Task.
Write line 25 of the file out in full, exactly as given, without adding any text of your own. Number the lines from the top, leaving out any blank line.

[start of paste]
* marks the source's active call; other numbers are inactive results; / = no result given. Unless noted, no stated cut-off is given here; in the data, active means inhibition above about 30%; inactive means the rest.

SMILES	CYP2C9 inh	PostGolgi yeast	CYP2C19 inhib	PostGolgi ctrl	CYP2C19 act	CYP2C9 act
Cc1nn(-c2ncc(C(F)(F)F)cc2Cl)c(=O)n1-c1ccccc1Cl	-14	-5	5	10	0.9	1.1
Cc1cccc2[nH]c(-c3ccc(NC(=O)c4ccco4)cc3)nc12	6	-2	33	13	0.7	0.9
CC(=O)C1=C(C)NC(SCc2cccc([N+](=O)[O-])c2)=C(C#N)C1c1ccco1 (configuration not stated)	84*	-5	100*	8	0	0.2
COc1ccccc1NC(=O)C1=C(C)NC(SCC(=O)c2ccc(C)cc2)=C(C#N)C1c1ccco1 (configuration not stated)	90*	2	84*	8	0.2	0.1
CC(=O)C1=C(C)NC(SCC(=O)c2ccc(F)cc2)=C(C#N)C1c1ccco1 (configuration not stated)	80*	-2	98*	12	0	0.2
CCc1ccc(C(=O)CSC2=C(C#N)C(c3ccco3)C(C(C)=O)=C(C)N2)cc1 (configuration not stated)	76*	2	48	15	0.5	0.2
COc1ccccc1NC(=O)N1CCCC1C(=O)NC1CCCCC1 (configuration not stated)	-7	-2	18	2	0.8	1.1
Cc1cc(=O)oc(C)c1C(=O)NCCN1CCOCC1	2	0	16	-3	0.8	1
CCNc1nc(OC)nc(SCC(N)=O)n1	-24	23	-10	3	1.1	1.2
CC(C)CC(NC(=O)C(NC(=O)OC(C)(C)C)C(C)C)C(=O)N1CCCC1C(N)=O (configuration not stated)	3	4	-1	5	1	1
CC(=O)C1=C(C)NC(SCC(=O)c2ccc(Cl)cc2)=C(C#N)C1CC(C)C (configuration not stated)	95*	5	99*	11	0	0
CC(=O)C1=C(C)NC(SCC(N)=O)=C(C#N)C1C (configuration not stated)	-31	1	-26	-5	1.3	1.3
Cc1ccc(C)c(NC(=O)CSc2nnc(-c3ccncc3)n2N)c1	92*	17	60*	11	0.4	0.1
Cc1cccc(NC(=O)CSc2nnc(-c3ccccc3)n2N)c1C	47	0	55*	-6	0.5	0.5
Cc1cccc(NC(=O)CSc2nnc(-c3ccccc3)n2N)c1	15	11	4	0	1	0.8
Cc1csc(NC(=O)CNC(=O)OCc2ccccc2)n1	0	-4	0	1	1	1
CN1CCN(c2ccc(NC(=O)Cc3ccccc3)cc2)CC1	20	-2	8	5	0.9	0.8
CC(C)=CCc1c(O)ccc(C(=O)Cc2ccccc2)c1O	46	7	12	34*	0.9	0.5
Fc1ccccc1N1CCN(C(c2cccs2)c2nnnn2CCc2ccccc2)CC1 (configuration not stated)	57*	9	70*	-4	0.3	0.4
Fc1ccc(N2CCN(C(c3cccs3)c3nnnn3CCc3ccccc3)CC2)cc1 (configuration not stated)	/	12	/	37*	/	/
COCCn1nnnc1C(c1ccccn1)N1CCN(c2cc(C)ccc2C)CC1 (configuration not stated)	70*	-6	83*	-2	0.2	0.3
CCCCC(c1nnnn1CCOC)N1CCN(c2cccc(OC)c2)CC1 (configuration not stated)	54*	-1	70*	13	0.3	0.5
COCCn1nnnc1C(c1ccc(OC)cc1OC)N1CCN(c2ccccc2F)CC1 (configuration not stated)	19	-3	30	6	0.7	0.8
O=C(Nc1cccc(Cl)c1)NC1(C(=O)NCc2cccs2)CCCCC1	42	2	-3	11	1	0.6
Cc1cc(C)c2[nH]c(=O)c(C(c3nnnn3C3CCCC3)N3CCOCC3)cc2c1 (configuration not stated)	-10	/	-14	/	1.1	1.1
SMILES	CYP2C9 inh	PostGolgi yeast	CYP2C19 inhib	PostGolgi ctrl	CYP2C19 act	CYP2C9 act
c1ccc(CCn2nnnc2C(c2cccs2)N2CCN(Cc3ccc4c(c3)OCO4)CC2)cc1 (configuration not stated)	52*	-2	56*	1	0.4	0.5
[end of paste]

COCCn1nnnc1C(c1ccc(OC)cc1OC)N1CCN(c2ccccc2F)CC1 (configuration not stated)	19	-3	30	6	0.7	0.8